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Ground level staff most likely to be impacted by AI

More than two-thirds of logistics leaders believe AI will have the greatest impact on ‘shop floor ‘ employees, as opposed to those in managerial or senior leadership positions, according to a poll at SCALA’s 21st annual supply chain debate.

More than 150 senior supply chain and logistics professionals, including industry leaders from Sainsbury’s and Nestle, attended the SCALA-hosted event delivered in association with CILT at the Advanced Manufacturing Technology Centre in Coventry on 6 June.

Live polling during the debate saw 84% say that ‘people and enthusiasm’ was the most important factor in the speedy adoption of AI. However, ‘people’ were also cited as the most likely factor when it comes to making large-scale transformation difficult (57%).

A notable portion of organisations (24%) disclosed current utilisation of AI for planning purposes, with 38% indicating non-use of AI-powered tools. However, expert speakers at the event advocated for increased AI implementation, citing its potential to revolutionise supply chain dynamics and spur business growth.

Meinir Childs, director of supply chain at Sainsbury's, underscored AI's capacity to reshape the industry by enhancing customer service, reducing waste, and fostering innovation. Nonetheless, she highlighted the necessity of building trust in AI and advocated for a cultural shift to facilitate colleague upskilling.

Mike Bernon, a visiting fellow from Cranfield University, emphasised the interconnectedness of AI with other technologies, particularly digital twins, envisioning a virtual environment that mirrors the supply chain's intricacies. This, he argued, could bolster environmental sustainability and streamline decision-making processes.

Patrick Pando, vice president of international sales at Aptean, stressed the importance of grassroots engagement in AI projects, particularly among the incoming Gen Z workforce, to ensure their success.

David Walker, logistics transformation project manager at Nestle, delved into AI's potential in enhancing physical logistics through technologies like computer vision, which can expedite problem identification and resolution.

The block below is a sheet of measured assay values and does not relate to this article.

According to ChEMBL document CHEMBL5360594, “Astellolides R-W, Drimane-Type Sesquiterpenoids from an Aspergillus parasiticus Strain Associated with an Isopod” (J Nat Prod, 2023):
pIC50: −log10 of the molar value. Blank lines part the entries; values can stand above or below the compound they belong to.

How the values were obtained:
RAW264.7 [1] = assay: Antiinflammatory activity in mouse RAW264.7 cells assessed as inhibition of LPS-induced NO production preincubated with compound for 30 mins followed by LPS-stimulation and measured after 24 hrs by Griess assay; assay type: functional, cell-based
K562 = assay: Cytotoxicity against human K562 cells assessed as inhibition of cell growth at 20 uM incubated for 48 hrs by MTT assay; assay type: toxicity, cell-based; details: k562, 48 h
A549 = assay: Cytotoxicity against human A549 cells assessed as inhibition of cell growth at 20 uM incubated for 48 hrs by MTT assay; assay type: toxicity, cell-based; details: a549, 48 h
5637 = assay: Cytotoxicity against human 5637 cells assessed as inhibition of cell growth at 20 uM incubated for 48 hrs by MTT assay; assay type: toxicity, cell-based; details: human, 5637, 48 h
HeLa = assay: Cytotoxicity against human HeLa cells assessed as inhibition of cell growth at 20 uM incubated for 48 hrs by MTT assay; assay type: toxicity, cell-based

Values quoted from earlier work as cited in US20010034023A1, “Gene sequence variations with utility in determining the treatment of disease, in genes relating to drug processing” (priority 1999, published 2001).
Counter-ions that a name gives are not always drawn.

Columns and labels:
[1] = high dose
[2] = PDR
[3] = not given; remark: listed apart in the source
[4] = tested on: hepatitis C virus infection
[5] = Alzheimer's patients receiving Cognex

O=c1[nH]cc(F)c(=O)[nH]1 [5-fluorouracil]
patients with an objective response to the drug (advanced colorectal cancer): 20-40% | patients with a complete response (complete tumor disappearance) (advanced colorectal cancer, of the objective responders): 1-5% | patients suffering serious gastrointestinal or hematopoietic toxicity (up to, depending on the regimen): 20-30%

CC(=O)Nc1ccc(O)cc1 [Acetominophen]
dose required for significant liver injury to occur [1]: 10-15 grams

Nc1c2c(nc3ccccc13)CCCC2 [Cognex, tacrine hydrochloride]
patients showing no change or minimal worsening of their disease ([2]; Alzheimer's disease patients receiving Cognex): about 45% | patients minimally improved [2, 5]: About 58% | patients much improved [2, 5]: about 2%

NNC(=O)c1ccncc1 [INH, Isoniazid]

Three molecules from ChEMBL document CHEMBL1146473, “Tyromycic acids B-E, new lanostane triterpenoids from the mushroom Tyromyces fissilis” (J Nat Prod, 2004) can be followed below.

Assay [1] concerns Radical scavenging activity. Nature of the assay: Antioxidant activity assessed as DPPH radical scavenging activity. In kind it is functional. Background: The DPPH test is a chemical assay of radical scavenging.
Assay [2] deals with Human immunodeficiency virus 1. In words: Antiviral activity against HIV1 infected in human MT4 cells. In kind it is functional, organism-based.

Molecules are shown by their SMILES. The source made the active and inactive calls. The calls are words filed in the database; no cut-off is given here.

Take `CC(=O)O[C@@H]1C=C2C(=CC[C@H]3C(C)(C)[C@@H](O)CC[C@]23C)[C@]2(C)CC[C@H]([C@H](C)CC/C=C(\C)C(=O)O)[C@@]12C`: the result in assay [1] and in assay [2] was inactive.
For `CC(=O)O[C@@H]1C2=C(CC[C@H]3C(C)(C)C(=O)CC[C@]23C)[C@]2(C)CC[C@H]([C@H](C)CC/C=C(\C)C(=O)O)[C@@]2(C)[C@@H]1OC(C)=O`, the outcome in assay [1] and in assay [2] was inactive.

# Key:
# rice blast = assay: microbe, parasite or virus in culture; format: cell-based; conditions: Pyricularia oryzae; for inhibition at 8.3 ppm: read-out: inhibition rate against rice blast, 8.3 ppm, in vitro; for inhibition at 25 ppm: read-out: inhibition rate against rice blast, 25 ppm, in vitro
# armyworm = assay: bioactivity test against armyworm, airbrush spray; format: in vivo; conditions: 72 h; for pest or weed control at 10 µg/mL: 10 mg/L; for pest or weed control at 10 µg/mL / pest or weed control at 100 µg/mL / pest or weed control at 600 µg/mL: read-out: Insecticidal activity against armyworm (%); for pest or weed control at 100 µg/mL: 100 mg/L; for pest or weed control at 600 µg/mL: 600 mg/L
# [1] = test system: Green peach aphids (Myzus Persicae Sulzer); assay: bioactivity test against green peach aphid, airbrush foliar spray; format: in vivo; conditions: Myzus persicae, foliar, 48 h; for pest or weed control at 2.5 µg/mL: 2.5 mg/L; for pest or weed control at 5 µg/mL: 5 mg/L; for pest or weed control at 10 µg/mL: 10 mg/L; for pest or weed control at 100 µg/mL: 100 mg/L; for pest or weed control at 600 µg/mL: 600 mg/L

Roy Bridgland, senior industry strategies director at Blue Yonder, elucidated on AI's role in inventory optimisation, facilitating informed decision-making and end-to-end supply chain visibility.

Lesley O'Brien OBE, managing director at Freightlink Europe, scrutinised AI's impact on transport, highlighting its potential to enhance road safety while raising concerns about its implications for workforce skill requirements.

The discourse underscored the complex interplay between AI adoption, workforce dynamics, and operational transformations within the supply chain and logistics industry.

SCALA’s Chris Clowes, who hosted the debate, said: “It was great to see such a fantastic turnout at this year’s event, underlining that AI is a pertinent issue – and significant opportunity - for today’s supply chain and logistics industry.

“We had a series of lively discussions and asked some of the difficult questions. Are we going to have tools ‘forced’ upon us that we don’t want to use? Will AI overcome, or create a skills gap? Are we moving forward at such a pace that we’re not taking the time to ask questions? Are we facing a reduction in the workforce and an increase in leisure time? Will data tax become the norm? While AI can be a sensitive topic, exploring these types of issues now will be critical in supporting our future supply chains and the people who operate them.

“At the end of the debate, we asked the big-ticket question at the heart of it all: 'Where will AI have the greatest impact on the supply chain?'. Over half (55%) of respondents identified large-scale supply chain transformation as the answer. Ultimately, AI’s impact on the supply chain will be huge, but it will be in the gift of individual organisations to sink or swim in the face of the technological evolution.”

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